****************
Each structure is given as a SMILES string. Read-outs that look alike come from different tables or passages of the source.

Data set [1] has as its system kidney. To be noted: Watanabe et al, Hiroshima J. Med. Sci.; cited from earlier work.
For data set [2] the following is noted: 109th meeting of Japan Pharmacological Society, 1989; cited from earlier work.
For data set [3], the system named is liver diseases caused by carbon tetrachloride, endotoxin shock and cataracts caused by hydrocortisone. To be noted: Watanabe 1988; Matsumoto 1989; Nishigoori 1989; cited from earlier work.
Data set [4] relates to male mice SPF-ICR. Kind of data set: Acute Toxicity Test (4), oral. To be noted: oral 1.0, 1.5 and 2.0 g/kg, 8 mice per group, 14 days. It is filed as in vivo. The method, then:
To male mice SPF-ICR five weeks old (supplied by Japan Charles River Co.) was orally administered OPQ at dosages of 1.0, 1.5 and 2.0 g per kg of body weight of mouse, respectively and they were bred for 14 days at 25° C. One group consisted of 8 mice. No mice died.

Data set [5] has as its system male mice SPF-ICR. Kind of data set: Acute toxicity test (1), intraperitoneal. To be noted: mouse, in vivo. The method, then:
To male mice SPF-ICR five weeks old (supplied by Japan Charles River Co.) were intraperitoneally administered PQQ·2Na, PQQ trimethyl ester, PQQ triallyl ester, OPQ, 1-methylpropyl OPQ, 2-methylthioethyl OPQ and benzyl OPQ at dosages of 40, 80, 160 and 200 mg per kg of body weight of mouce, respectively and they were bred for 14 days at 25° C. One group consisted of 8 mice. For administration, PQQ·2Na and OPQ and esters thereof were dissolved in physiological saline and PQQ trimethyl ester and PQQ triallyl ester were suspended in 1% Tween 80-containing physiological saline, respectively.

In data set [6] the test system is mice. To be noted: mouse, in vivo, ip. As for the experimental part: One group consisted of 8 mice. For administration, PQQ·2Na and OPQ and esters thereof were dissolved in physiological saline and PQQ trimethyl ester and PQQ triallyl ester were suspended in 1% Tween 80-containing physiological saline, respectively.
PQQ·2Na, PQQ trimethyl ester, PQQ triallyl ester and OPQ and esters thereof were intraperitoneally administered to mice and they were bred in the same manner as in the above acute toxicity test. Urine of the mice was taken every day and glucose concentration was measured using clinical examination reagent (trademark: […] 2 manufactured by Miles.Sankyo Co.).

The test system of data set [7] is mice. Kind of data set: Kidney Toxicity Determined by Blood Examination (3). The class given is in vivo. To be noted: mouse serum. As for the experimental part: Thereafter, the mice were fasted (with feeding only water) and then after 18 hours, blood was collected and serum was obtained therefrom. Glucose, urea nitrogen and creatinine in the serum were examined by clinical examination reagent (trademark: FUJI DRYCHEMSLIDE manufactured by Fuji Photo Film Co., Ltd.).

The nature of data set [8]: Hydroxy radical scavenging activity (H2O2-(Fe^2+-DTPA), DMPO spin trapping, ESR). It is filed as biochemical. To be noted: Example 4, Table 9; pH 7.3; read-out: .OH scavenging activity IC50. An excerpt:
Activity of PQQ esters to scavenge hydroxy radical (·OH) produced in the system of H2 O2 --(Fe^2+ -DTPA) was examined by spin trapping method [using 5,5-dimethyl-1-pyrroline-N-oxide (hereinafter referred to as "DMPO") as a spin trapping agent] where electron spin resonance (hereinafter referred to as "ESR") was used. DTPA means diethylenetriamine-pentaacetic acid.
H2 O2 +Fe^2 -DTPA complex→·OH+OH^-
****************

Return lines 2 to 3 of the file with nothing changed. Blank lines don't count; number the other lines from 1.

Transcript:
Data set [1] has as its system kidney. To be noted: Watanabe et al, Hiroshima J. Med. Sci.; cited from earlier work.
For data set [2] the following is noted: 109th meeting of Japan Pharmacological Society, 1989; cited from earlier work.